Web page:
BREAKING NEWS: Farrah Fawcett Dies At 62

Jun. 25 2009, Published 10:45 a.m. ET

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Farrah Fawcett, the blond Charlie's Angels bombshell whose red swimsuit poster became a sexy icon of the 70s, has died at 62, at St. John's Hospital in Santa Monica, CA 9:28 am PST Thursday, has learned.

Farrah Fawcett: Through the Years

Her long-time love Ryan O'Neal, best friend Alana Stewart, friend and hairdresser Mela Murphy and her doctor Lawrence Piro were at her bedside. "She's now with her mother and sister and her God," O'Neal said. "I loved her with all my heart. I will miss her so very, very much. She was in and out of consciousness. I talked to her all through the night. I told her how very much I loved her. She's in a better place now." The Love Story actor told Barbara Walters on June 22 that he had proposed marriage to his longtime paramour, who accepted. He said that for the ceremony, maybe Fawcett -- who was so gravely ill that she was unable to speak at times -- would have nodded her head instead of the traditional "I do."

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The actress had been battling anal cancer since 2006, and as was first to report, her condition had greatly deteriorated in the past few months.

In mid-April, Fawcett's oncologist revealed that Fawcett's cancer had spread to her liver and metastasized. He stated that the actress weighed 101 pounds, but during a court hearing this past spring, Fawcett's troubled son Redmond said his mother weighed only 86 pounds.

Fawcett's health had been in such decline recently, that on April 25, Redmond was granted a 3-hour leave from jail where he's being held on drug charges. In an emotional reunion, Redmond was allowed to visit his ailing mother at his family's expense. Such leaves are extremely rare, and usually only allowed for inmates to attend funerals or to visit gravely-ill relatives.

In a May 14 interview with the Today Show, an emotional Ryan O' Neal spoke candidly about how he was dealing with her impending death.

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"It makes me mad," he said. "Why'd they have to take my girl?" he asked.

O'Neal said that one of the worst aspects of dealing with Fawcett's illness was the roller coaster recovery. He said that, even after emotionally letting go of his longtime love, she would make small comebacks, spurring false optimism within him. He said he wanted to take her to Italy one last time, but as her condition weakened, it was evident she would not be able to travel anywhere.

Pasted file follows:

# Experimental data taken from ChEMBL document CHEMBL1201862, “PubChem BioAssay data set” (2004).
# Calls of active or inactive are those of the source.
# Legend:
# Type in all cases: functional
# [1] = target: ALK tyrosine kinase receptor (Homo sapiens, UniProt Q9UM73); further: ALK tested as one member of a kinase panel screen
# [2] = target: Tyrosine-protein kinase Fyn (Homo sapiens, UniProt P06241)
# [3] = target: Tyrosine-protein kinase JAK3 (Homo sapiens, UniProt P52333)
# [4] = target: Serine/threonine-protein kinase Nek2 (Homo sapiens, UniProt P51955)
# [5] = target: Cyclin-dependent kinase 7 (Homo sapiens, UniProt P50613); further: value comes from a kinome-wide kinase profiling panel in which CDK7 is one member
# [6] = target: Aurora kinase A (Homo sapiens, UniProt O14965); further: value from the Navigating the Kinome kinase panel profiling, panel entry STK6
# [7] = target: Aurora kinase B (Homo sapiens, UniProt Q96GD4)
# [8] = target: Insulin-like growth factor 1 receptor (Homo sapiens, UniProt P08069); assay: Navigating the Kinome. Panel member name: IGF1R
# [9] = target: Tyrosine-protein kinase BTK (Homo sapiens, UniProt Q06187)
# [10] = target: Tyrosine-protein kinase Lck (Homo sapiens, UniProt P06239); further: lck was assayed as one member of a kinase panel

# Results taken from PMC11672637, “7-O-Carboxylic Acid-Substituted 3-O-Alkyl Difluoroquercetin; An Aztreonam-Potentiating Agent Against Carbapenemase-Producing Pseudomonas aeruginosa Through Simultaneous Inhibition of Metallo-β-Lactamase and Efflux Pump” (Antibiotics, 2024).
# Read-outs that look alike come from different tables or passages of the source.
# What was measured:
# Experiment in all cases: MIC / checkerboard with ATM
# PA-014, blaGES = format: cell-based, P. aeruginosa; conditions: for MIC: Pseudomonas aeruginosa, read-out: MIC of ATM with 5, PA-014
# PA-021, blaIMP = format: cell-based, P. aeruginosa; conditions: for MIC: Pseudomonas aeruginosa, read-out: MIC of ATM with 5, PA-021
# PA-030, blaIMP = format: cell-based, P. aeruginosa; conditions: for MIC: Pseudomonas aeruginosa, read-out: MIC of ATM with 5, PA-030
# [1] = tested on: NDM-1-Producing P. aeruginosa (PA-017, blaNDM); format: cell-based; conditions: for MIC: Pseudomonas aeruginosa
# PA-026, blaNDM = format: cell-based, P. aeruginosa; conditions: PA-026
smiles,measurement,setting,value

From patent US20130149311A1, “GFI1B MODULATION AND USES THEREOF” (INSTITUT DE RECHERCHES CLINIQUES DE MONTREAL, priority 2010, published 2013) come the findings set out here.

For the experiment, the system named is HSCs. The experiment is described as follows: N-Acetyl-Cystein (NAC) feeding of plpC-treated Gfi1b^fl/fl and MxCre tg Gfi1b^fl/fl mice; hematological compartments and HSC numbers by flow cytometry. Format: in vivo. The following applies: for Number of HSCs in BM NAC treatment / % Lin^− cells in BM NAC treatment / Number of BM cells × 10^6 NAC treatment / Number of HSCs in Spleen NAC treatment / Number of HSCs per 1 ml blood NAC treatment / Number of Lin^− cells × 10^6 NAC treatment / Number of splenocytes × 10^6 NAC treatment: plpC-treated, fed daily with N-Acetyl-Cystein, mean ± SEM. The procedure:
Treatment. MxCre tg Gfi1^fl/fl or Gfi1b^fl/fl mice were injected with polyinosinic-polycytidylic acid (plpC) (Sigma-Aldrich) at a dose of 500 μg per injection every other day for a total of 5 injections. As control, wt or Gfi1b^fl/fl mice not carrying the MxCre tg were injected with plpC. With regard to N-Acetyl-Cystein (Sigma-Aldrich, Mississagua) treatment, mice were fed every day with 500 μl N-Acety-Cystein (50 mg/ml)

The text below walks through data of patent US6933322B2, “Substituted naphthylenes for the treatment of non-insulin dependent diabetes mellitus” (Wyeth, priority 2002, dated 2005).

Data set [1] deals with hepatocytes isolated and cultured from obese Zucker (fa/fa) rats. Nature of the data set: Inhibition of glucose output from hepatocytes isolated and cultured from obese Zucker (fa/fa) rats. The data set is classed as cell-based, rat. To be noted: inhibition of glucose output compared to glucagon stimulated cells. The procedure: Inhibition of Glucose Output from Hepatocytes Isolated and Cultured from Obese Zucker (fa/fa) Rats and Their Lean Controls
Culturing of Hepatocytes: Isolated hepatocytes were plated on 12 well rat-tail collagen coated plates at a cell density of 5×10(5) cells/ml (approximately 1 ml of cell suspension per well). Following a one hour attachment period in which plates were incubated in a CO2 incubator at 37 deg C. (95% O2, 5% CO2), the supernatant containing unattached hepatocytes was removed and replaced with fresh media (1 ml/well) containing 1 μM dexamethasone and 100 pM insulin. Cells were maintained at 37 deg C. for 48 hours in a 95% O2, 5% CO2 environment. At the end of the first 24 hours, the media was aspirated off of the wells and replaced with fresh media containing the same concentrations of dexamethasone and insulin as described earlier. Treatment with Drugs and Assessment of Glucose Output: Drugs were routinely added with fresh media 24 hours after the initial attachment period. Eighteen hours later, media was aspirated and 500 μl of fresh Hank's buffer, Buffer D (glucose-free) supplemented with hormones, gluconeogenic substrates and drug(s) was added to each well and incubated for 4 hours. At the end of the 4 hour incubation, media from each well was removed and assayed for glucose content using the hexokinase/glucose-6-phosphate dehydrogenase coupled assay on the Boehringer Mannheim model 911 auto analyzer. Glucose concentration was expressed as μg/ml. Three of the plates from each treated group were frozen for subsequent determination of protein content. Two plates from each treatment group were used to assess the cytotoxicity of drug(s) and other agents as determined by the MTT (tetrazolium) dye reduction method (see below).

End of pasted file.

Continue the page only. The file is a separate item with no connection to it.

He said that sometimes when Fawcett -- who had abandoned all treatment by that point -- drifted to sleep, he hoped her misery would come to a merciful conclusion.

"It's not my right," he said, "but I just don't see how she could be happy."

O'Neal said that the tribulations of cancer strengthened his bond with Fawcett, his longtime companion.

Said the 69-year-old actor: "In the last two years, I loved her more than I’ve ever loved her -- ever."

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Fawcett shot to fame in 1976 as the star of Charlie's Angels, the Aaron Spelling show that ushered in a new genre of television: "jiggle TV."

The show was panned by critics and Fawcett -- fearing being typecast -- left the show after one season, hoping to launch a movie career. It didn't happen, but then in 1984, Fawcett gained new respect in Hollywood with her shocking portrayal of an abused woman who murders her husband in the groundbreaking drama The Burning Bed. Fawcett received both Emmy and Golden Globe nominations for the role.

After The Burning Bed re-ignited her career, Fawcett once again garnered positive reviews for her work in the film The Apostle, starring Robert Duvall, and for her work both in both the stage and film versions of Extremities.

Fawcett made headlines again in the 90s after posing nude in the December 1995 issue of Playboy, and for a bizarre appearance on David Letterman in 1997 in which she was often incoherent.

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In the last two years of her life, Fawcett served as an executive producer in the documentary A Wing & A Prayer: Farrah's Fight for Life, which detailed her battle against cancer as she traveled between Los Angeles and Germany, where she underwent experimental treatment for the disease.

Fawcett was first diagnosed with cancer in 2006. The next year, doctors declared her cancer-free. Fawcett said a statement posted on her Web site in Feb. 2007 that she never lost hope and it never occurred to her to stop fighting.

"This experience has also humbled me by giving me a true understanding of what millions of others face each day in their own fight against cancer," Fawcett wrote. "I hope that my news might offer some level of inspiration to others who unfortunately must continued to fight the disease. So to those who are still struggling toward their own victory, stay determined, "fight the fight" and I will keep you and your families in my thoughts and prayers."

The actress was married once, to actor Lee Majors (The Six Million Dollar Man) from 1973 until 1982. She had been romantically involved with actor Ryan O'Neal since then, and the couple have a 24-year-old son, Redmond.

Funeral arrangements have not been announced.


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